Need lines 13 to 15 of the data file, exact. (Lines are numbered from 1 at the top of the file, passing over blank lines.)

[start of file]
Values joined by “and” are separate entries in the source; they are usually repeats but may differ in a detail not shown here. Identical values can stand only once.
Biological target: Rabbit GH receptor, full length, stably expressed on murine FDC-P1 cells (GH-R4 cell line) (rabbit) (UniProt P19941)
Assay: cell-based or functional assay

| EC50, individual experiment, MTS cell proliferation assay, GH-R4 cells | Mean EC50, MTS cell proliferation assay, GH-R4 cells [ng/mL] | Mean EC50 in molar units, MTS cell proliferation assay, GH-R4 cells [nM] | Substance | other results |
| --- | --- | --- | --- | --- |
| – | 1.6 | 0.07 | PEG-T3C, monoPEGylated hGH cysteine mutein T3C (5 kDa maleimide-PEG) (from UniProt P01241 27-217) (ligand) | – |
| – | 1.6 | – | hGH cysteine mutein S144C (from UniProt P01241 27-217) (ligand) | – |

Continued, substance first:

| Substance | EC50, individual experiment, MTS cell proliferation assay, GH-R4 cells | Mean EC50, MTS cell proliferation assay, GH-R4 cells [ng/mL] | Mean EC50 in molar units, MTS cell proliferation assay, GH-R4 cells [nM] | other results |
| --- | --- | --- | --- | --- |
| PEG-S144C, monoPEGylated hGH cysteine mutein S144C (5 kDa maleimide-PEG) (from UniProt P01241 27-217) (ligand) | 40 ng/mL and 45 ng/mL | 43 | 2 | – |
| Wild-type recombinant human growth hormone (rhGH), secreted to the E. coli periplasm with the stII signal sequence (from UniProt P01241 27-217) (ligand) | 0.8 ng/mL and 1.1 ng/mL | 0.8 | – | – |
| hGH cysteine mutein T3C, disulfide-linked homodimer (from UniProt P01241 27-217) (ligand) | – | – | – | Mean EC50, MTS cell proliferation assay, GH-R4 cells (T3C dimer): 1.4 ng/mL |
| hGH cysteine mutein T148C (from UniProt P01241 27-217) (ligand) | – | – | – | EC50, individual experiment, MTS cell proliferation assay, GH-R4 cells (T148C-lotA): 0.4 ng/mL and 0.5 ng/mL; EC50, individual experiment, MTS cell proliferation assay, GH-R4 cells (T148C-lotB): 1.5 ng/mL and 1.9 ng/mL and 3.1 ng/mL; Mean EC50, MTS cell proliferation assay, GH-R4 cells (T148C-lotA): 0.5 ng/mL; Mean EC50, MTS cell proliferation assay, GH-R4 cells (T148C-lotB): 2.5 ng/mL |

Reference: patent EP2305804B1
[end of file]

| hGH cysteine mutein T3C, disulfide-linked homodimer (from UniProt P01241 27-217) (ligand) | – | – | – | Mean EC50, MTS cell proliferation assay, GH-R4 cells (T3C dimer): 1.4 ng/mL |
| hGH cysteine mutein T148C (from UniProt P01241 27-217) (ligand) | – | – | – | EC50, individual experiment, MTS cell proliferation assay, GH-R4 cells (T148C-lotA): 0.4 ng/mL and 0.5 ng/mL; EC50, individual experiment, MTS cell proliferation assay, GH-R4 cells (T148C-lotB): 1.5 ng/mL and 1.9 ng/mL and 3.1 ng/mL; Mean EC50, MTS cell proliferation assay, GH-R4 cells (T148C-lotA): 0.5 ng/mL; Mean EC50, MTS cell proliferation assay, GH-R4 cells (T148C-lotB): 2.5 ng/mL |

Reference: patent EP2305804B1